The science of anatomy was further advanced by the work of English physicist Robert Hooke (1635–1703). His 1665 publication Micrographia describes the structures of insects, fossils, and plants in detail from his microscopic studies. While examining the porous structure of cork, Hooke coined the term "cells" to describe the tiny rectangular holes he observed. This led scientists to adopt the concept of cells as the unit
structures of tissues, which in turn led to the suggestion of cells as the building blocks of organs and to the discovery of the cell nucleus. A later theory proposing that all of the body's tissues are composed of cells was the basis for the science of cytology.
Histology, or the study of tissues (structured groups of specialized cells), began in earnest in the 1700s with the work of French scientist Xavier Bichat (1771–1802). Bichat found that organs were built up out of different types of simpler structures, and each of these simpler structures could occur in more than one organ. He further noted that different tissues have specific properties and are thereby vulnerable to tissue-specific diseases.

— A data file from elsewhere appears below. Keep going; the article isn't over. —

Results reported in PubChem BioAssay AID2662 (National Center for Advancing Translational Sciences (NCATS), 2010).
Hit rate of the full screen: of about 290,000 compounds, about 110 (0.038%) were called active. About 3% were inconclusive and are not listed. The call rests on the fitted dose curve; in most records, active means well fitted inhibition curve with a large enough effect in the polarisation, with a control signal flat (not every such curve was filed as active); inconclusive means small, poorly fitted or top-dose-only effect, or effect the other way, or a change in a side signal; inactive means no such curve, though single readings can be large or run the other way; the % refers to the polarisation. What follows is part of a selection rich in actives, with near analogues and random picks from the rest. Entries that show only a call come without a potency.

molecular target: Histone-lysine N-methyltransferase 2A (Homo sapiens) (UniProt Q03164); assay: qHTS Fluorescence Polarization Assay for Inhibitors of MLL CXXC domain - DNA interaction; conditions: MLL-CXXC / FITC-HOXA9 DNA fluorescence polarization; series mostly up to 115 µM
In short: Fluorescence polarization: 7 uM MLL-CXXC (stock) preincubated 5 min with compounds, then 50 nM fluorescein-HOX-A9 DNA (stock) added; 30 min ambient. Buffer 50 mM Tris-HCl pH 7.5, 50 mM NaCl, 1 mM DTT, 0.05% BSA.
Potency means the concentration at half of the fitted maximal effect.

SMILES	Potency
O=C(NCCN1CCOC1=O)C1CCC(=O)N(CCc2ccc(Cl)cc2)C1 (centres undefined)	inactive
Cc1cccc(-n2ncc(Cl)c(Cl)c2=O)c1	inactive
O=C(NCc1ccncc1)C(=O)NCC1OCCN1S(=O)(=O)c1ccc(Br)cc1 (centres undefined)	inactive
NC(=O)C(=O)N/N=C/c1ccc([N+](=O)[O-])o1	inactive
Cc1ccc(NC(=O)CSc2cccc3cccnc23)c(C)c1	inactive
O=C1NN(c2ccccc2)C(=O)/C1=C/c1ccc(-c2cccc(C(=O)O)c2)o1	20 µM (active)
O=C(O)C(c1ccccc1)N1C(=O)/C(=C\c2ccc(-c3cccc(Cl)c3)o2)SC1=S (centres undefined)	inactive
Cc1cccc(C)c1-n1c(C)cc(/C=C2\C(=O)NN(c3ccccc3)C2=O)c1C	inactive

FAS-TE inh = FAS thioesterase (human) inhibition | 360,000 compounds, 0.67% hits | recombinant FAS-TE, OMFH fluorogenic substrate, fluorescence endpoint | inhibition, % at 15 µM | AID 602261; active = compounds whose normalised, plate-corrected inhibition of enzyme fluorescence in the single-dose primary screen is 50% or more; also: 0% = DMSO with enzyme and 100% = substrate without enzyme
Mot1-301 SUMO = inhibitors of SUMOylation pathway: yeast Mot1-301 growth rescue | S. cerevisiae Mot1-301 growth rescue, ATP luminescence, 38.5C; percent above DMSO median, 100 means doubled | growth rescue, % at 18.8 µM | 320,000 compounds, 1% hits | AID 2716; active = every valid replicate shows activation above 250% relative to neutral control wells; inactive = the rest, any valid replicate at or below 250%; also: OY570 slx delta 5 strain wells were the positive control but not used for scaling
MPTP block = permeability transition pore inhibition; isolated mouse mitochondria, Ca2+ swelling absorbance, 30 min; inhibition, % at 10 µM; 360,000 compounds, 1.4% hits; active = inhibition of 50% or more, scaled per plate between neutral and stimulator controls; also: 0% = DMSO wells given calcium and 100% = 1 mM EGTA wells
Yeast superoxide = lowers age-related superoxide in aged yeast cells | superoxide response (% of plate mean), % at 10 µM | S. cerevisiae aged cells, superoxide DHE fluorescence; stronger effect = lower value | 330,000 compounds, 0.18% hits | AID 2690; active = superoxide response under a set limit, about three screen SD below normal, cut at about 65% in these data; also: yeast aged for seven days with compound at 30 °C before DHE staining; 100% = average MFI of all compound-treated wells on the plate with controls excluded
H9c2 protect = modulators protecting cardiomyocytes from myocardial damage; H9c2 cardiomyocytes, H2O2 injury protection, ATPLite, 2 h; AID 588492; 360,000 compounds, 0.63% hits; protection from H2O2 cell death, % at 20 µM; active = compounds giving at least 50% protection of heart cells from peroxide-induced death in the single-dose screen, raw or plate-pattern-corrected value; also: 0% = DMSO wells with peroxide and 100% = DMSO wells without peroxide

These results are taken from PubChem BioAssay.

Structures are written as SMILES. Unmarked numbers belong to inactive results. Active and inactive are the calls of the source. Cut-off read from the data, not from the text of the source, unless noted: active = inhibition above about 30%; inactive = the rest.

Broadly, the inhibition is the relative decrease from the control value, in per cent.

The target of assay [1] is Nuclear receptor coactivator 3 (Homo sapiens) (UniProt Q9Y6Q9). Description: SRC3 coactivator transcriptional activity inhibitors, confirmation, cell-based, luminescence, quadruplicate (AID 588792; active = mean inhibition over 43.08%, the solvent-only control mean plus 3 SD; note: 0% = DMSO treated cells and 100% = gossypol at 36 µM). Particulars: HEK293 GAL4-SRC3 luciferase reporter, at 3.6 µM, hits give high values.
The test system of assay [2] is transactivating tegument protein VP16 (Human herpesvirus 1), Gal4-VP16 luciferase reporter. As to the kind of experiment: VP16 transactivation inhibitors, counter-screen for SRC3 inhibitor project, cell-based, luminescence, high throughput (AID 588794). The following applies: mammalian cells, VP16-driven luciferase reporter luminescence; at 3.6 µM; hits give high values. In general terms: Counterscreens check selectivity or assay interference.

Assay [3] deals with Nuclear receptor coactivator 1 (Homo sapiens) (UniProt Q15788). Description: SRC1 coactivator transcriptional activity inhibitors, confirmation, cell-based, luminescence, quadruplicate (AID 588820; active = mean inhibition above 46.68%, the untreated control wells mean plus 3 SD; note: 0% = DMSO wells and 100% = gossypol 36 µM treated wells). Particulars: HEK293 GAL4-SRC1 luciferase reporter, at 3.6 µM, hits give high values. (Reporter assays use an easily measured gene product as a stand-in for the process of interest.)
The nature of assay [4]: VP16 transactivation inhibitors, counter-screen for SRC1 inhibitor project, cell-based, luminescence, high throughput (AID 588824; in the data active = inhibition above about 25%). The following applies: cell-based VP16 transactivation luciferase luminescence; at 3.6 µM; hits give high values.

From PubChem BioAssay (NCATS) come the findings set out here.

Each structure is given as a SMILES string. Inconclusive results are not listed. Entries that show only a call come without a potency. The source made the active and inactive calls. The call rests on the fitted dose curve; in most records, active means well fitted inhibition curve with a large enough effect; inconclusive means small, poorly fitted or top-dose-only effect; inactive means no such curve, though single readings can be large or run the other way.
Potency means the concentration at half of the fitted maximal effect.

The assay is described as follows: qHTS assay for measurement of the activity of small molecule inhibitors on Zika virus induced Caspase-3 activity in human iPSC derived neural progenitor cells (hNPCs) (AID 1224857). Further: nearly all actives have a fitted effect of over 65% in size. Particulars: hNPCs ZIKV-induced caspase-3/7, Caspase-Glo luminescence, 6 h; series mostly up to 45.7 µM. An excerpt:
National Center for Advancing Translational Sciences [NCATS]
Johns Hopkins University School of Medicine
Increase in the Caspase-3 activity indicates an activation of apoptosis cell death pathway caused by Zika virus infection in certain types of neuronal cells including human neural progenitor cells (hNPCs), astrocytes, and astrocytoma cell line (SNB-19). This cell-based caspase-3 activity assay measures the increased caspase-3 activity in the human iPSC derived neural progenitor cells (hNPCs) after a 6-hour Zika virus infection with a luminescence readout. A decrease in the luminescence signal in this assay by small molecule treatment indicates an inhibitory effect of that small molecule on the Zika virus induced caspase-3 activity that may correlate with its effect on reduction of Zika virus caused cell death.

Until that time, general anatomy was a descriptive order, based upon obvious characteristics such as the location of organs. Bichat suggested adopting a systematic order for anatomy based upon structure and function. He specified 21 tissues (or systems) in the human body based on what he saw with his naked eye, distinguishing these different tissues by their composition and by the arrangement of their fibers. These include epithelial (skin and digestive), muscular, nervous, connective, and vascular (blood) types.
Histology began to take on its modern form with the introduction of cell theory in 1839. At that time tissues began to be understood not as the basic building blocks of living things but as unique systems of cells with their own stages of development within the embryo (early stage of an organism's growth before birth or hatching).
Anatomy today makes use of knowledge from many fields of science to explore and understand how the structure of an organism's cells, tissues, and organs relates to their function.
Human anatomy, a crucial element in the medical school curriculum, divides the body into separate functional systems. These consist of the skin, the muscles, the skeleton, the circulatory system (blood, blood vessels, and heart), the digestive system, the urinary system, the respiratory system (lungs and breathing), the nervous system (brain, spinal cord, and nerves), the endocrine system (glands and hormones), and the reproductive system.